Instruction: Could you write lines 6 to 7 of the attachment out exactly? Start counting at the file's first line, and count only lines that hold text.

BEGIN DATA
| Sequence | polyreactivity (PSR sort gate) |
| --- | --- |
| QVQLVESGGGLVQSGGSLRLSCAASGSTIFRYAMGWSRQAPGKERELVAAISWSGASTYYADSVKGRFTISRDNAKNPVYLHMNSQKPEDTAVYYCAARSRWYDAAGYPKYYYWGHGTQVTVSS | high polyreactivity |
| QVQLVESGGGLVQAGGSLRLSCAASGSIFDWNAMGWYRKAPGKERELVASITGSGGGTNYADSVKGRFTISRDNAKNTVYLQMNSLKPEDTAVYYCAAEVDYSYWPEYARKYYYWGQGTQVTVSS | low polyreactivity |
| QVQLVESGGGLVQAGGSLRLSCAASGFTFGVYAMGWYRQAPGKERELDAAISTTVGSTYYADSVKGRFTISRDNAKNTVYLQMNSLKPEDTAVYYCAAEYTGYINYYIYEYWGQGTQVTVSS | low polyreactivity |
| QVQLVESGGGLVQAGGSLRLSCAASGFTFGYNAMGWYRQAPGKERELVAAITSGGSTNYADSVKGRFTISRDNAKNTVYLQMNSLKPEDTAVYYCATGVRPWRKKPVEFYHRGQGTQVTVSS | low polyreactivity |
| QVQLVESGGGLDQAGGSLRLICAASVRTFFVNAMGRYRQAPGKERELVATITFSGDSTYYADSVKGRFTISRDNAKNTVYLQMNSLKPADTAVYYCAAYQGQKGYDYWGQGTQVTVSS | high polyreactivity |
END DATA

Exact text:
| QVQLVESGGGLVQAGGSLRLSCAASGFTFGYNAMGWYRQAPGKERELVAAITSGGSTNYADSVKGRFTISRDNAKNTVYLQMNSLKPEDTAVYYCATGVRPWRKKPVEFYHRGQGTQVTVSS | low polyreactivity |
| QVQLVESGGGLDQAGGSLRLICAASVRTFFVNAMGRYRQAPGKERELVATITFSGDSTYYADSVKGRFTISRDNAKNTVYLQMNSLKPADTAVYYCAAYQGQKGYDYWGQGTQVTVSS | high polyreactivity |